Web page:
Giant leap for India: Wins vital race to moon

Chandrayaan-3 was launched on 14 July using Isro’s LMV3 rocket. (AP)
Chandrayaan-3 was launched on 14 July using Isro’s LMV3 rocket. (AP)


  • Mint looks at the unprecedented success of Isro and what it means for India’s space programme

India created history when it became the first country to land a craft in the lunar south pole, beating other space faring nations. Mint looks at the unprecedented success of the Indian Space Research Organization (Isro) and what it means for India’s space programme.

What did India just achieve?

Chandrayaan-3 created history at 6.04 pm on 23 August when its lander, called Vikram, safely touched down on the lunar surface. India thus became only the fourth nation in the world, after the US, the former Soviet Union and China, to soft land an object on the moon (and the first to do so on the far side of earth’s natural satellite). Chandrayaan-3 was launched on 14 July using Isro’s LMV3 rocket. The objective: to demonstrate soft landing and roving capabilities on the lunar surface. Besides, at 650 crore, the mission cost less than that other scientific hit—Oppenheimer ( 820 crore).

What’s next for this mission?

Vikram lander carries a rover, named Pragyan, which will move around and conduct chemical analyses of the surface of the moon near the landing site. The lander also carries payloads to study thermal conductivity, measure lunar seismic activity and estimate plasma density, among other activities. The experiments by Pragyan will be carried out over one lunar day (equivalent to 14 earth days). The propulsion module which brought the spacecraft from its injected orbit to within 100 kilometres of the moon also has a scientific payload. This will look for exoplanets, or planets beyond our solar system.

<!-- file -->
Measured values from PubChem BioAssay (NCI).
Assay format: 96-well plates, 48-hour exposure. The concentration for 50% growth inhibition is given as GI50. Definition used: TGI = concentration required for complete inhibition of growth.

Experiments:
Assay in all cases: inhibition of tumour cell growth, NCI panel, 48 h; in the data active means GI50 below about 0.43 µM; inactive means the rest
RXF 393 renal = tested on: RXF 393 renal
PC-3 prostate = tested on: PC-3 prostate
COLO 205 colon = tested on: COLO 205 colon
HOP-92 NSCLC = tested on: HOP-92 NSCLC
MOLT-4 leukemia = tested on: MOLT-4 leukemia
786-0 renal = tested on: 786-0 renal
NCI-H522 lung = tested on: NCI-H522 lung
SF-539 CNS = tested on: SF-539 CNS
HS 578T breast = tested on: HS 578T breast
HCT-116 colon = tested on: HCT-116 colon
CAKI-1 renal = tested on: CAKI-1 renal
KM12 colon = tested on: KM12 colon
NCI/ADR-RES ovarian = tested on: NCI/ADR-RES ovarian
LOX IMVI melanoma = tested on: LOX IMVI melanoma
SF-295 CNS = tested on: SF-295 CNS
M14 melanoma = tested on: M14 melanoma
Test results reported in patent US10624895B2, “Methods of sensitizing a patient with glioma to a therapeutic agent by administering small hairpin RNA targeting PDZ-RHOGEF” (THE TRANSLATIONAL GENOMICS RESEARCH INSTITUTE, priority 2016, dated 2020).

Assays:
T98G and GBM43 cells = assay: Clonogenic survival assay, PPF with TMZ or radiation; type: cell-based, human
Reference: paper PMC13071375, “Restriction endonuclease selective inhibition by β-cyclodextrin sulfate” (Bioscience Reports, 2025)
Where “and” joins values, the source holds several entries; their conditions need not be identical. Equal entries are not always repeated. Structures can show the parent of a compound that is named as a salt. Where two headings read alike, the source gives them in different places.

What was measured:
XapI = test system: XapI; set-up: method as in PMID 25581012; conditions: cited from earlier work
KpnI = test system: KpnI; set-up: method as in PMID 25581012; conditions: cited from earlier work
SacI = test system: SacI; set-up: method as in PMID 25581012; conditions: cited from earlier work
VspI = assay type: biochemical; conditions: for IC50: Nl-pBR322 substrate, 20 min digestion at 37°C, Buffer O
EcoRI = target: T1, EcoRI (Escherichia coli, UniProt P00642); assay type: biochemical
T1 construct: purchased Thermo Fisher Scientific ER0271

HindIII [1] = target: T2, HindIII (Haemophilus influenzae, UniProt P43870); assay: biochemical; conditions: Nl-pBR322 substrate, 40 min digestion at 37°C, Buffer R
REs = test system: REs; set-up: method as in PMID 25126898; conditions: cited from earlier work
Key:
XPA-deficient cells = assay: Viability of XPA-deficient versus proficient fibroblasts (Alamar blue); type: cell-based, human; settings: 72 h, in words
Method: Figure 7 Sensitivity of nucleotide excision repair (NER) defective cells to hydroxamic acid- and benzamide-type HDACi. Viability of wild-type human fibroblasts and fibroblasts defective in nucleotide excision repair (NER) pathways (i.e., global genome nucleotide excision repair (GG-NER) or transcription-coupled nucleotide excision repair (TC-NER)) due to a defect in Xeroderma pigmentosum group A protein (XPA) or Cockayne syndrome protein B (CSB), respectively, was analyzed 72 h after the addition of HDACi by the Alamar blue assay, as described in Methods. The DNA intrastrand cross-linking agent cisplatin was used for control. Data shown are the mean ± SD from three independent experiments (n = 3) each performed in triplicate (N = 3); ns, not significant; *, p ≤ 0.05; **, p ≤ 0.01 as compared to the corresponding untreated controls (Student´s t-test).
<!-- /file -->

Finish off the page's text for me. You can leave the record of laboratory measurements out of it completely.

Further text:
Graphic: Mint
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Graphic: Mint

How did Isro overcome its previous failure?

In September 2019 Chandrayaan-2 failed, in the last moments, to soft land the lander on the moon. Chandrayaan-3 is a follow-up with same mission objective and architecture. Isro scientists spent four years analyzing and rectifying errors. The lander’s engine configuration was changed. It was made sturdier and carried more fuel for any contingency.

What next for India’s lunar programme?

Isro has ambitious lunar plans. It wants to send a mission that will survive a lunar night (again, 14 earth days) without solar power. It wants to drill the moon and test the sample on site to start with, and eventually bring the samples back home to earth. A race has begun among space powers to explore the moon. China wants to set up a base there by 2030 and the US has announced the Artemis programme to put a man on the moon again by 2025. However, Russia’s recent attempt to soft land on the moon failed.

How does this boost India’s space plans?

Chandrayaan is designed to develop technologies needed for inter-planetary missions. Isro can now plan more such missions. Space powers are also looking at mining the moon for resources such as helium and rare metals that are desperately needed. India can now think on similar lines and also look for signs of water. India’s space programme has come a long way since 15 August 2003 when prime minister Atal Bihari Vajpayee announced Chandrayaan saying India was “ready to fly high in the field of science".


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